Superior HDD completes 4 x HDD Ocean Outfalls in Sydney’s Northern Beaches
Hard conditions, detailed approach: making connections in the Northern Beaches

Steep, rocky, and accessible only by water, many parts of the Northern Beaches are as secluded as they are beautiful. But with the Mona Vale area earmarked for a new NBN connection, a thoughtful and well-planned HDD approach was required to ensure Northern Beaches locals will be even better connected.
Too isolated for large populations, and with ground conditions too hard for farming, the Northern Beaches’ natural beauty has endured. With many locals living amongst the secluded beaches and national park areas, with modern times have come modern demands, including rollout of the NBN to the area via the Mona Vale Western Bay NBN Outfalls. Thus, the challenge was presented: how best to install this vital infrastructure in such an inaccessible, environmentally sensitive location, with rock conditions?

Strict environmental requirements

The project was bound from the start by rigorous environmental conditions. With much of the location covered by Ku-ring-gai Chase National Park, a trenchless solution was non-negotiable in order to minimise environmental impact. Central Coast-based HDD specialists Superior HDD were engaged by Downer to complete the 4 x HDD ocean outfall connections of the HDPE pipes.

Superior HDD Managing Director and Operations Manager, James Burch,
recognised the project’s challenges immediately. “This is a very sensitive national park area, with many parts only accessible by water,” he said. “HDD was the only way to do it, and we knew with good planning, design, and risk mitigation, we would get it done right.”
Minimising risk

James explained that his priority was first to fully understand the project’s risks in detail. “We know the ground conditions in this area very well, and while the consistent Hawkesbury sandstone provides hard but predictable drilling conditions, being such a sensitive area, hydrofracture was not an option,” he said. “So we had our HDD design specialists complete a detailed profile and alignment and hydrofracture assessment, coming up with an ultraconservative, deep profile to minimise frac-out from that perspective,” he said.

From there, drilling fluid was the next step. “We needed bentonite to ensure optimal borehole performance and cuttings removal, but we couldn’t risk release of this fluid into the surrounding waters,” James said. “So we devised a detailed drilling fluid plan which used a bentonite program for most of the initial pilot, then a complete displacement of the hole, replacing all fluid with an environmentally low-impact xanthan gum mix,” he said. “This allowed us to punch out using the biodegradable xanthan gum fluid, as well as to responsibly plan,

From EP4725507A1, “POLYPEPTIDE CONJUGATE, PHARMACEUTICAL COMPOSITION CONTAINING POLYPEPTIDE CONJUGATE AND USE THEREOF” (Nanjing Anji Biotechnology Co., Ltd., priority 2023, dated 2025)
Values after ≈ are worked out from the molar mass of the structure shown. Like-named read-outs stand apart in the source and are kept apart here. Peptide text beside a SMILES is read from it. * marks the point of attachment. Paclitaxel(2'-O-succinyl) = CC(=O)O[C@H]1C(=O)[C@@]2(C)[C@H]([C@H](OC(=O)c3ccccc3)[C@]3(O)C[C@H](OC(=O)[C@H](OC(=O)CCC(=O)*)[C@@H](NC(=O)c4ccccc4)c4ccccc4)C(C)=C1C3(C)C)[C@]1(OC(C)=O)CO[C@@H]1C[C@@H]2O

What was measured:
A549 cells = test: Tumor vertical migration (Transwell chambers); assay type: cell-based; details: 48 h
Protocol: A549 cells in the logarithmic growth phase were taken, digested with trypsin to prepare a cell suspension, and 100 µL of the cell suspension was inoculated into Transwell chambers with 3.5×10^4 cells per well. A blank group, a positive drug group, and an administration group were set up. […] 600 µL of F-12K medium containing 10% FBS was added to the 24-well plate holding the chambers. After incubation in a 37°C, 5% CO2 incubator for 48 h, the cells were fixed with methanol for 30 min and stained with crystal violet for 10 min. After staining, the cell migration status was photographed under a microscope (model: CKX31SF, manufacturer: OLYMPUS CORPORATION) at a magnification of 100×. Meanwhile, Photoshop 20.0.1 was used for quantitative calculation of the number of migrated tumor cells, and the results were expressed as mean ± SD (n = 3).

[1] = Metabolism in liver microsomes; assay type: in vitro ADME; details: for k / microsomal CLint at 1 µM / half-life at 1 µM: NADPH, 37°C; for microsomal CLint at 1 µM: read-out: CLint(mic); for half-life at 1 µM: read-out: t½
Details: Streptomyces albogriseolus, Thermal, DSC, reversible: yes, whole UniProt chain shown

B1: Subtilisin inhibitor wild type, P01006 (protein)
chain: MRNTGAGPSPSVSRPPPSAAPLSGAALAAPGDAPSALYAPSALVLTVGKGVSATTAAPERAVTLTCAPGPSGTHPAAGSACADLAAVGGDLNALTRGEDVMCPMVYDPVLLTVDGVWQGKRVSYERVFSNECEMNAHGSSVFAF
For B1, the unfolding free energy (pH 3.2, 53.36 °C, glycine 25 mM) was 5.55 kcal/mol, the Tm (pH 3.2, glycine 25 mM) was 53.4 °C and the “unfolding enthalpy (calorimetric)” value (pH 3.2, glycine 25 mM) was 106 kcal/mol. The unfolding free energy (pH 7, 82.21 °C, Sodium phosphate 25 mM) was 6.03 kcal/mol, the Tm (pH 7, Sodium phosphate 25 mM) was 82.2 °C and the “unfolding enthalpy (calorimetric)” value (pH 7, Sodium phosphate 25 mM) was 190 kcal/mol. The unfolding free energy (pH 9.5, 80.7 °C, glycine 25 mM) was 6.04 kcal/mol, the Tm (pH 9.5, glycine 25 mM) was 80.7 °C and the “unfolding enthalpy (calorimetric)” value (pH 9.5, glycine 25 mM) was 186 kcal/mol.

monitor, and analyse our returns for the entirety of the bores.”

Practical implications
Mobilising their Ditch Witch JT60 All Terrain midi rig and support equipment to the isolated sites also required many practical adaptations. “Many of the project areas are accessible only by water, and being ocean outfalls, much of our support equipment was transported and set up on barges for the duration of the project,” James said. Along with limited accessibility, the steep and rocky environment added additional challenges. “For more than one crossing, there was a 50m elevation difference between the drill site and the mud recycling system on the barge,” James said. “We rose to this challenge by supplying top of the range, powerful transfer pumps, as well as extensive auxiliary equipment to minimise possible interruptions.”

 showcase the accuracy and environmental benefits of HDD with this project, proving that with good preparation and risk mitigation, it’s a safe, responsible method in even the most pristine environments.”

Community and National Parks engagement
James explained that the project required involvement of a range of stakeholders, and that Superior HDD seized the opportunity to demonstrate the strengths of HDD. “We had eyes on us for the whole project. In such a pristine environment, the local community was very environmentally conscious,” he said. “But we consulted closely and regularly with stakeholders to ensure we were fully across all environmental requirements, and to put concerned locals’ minds at ease. We also don’t rely on subcontractors for any of our HDD equipment, so we were able to personally consult with major stakeholders like National Parks, and then directly supply all gear in compliance with their strict requirements, including tracked machinery only.”
Successful connections

The final of the four connections was completed in late September, on budget and within required timelines.

“We were proud to showcase the accuracy and environmental benefits of HDD with this project, proving that with good preparation and risk mitigation, it’s a safe, responsible method in even the most pristine environments.”